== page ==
Food for thought: re-assessing Mesolithic diets in the Iron Gates

Bonsall, C., Cook, G. , Pickard, C., McSweeney, K., Sayle, K. , Bartosiewicz, L., Radovanović, I., Higham, T., Soficaru, A. and Boroneanţ, A. (2015) Food for thought: re-assessing Mesolithic diets in the Iron Gates. Radiocarbon, 57(4), pp. 1-11. (doi:10.2458/azu_rc.57.18440)

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Abstract

Stable isotope ratios of carbon, nitrogen, and sulfur in human bone collagen are used routinely to aid in the reconstruction of ancient diets. Isotopic analysis of human remains from sites in the Iron Gates section of the Lower Danube Valley has led to conflicting interpretations of Mesolithic diets in this key region of southeast Europe. One view (Bonsall et al. 1997, 2004) is that diets were based mainly on riverine resources throughout the Mesolithic. A competing hypothesis (Nehlich et al. 2010) argues that Mesolithic diets were more varied with at least one Early Mesolithic site showing an emphasis on terrestrial resources, and riverine resources only becoming dominant in the Later Mesolithic. The present article revisits this issue, discussing the stable isotope data in relation to archaeozoological and radiocarbon evidence.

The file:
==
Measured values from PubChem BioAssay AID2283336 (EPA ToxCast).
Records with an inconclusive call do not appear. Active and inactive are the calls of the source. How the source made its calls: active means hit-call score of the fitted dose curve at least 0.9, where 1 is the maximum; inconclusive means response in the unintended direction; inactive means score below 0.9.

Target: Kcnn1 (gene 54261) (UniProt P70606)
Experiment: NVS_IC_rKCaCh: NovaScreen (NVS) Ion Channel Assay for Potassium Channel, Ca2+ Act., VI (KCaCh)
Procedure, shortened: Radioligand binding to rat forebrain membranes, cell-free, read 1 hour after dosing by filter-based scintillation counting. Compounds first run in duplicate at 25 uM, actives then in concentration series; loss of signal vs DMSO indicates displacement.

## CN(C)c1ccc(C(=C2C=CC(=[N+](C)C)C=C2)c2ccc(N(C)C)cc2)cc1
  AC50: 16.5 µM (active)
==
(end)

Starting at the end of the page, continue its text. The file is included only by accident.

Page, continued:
Item Type:Articles
Status:Published
Refereed:Yes
Glasgow Author(s) Enlighten ID:Cook, Professor Gordon and Sayle, Dr Kerry
Authors: Bonsall, C., Cook, G., Pickard, C., McSweeney, K., Sayle, K., Bartosiewicz, L., Radovanović, I., Higham, T., Soficaru, A., and Boroneanţ, A.
College/School:College of Science and Engineering > Scottish Universities Environmental Research Centre
Journal Name:Radiocarbon
Publisher:University of Arizona
ISSN:0033-8222
Copyright Holders:Copyright © 2015 The Authors
First Published:First published in Radiocarbon 57(4):1-11
Publisher Policy:Reproduced under a Creative Commons License

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